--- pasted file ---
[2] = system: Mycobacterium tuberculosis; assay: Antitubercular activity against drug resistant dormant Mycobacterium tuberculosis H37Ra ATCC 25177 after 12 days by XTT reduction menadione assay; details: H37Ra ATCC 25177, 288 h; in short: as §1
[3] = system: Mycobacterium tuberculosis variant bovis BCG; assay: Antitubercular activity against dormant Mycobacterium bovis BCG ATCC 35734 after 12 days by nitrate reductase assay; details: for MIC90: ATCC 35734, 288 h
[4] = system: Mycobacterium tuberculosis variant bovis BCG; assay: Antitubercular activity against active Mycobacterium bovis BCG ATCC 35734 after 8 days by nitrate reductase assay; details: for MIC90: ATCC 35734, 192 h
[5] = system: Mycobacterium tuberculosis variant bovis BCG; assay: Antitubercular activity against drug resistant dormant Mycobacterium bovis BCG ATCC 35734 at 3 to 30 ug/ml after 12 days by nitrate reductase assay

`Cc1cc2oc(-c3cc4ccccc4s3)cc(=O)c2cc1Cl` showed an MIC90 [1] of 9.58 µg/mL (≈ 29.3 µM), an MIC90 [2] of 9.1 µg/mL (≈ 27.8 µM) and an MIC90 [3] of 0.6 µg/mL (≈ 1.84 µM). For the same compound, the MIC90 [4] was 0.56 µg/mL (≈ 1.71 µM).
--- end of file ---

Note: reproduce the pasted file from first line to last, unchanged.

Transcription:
[2] = system: Mycobacterium tuberculosis; assay: Antitubercular activity against drug resistant dormant Mycobacterium tuberculosis H37Ra ATCC 25177 after 12 days by XTT reduction menadione assay; details: H37Ra ATCC 25177, 288 h; in short: as §1
[3] = system: Mycobacterium tuberculosis variant bovis BCG; assay: Antitubercular activity against dormant Mycobacterium bovis BCG ATCC 35734 after 12 days by nitrate reductase assay; details: for MIC90: ATCC 35734, 288 h
[4] = system: Mycobacterium tuberculosis variant bovis BCG; assay: Antitubercular activity against active Mycobacterium bovis BCG ATCC 35734 after 8 days by nitrate reductase assay; details: for MIC90: ATCC 35734, 192 h
[5] = system: Mycobacterium tuberculosis variant bovis BCG; assay: Antitubercular activity against drug resistant dormant Mycobacterium bovis BCG ATCC 35734 at 3 to 30 ug/ml after 12 days by nitrate reductase assay

`Cc1cc2oc(-c3cc4ccccc4s3)cc(=O)c2cc1Cl` showed an MIC90 [1] of 9.58 µg/mL (≈ 29.3 µM), an MIC90 [2] of 9.1 µg/mL (≈ 27.8 µM) and an MIC90 [3] of 0.6 µg/mL (≈ 1.84 µM). For the same compound, the MIC90 [4] was 0.56 µg/mL (≈ 1.71 µM).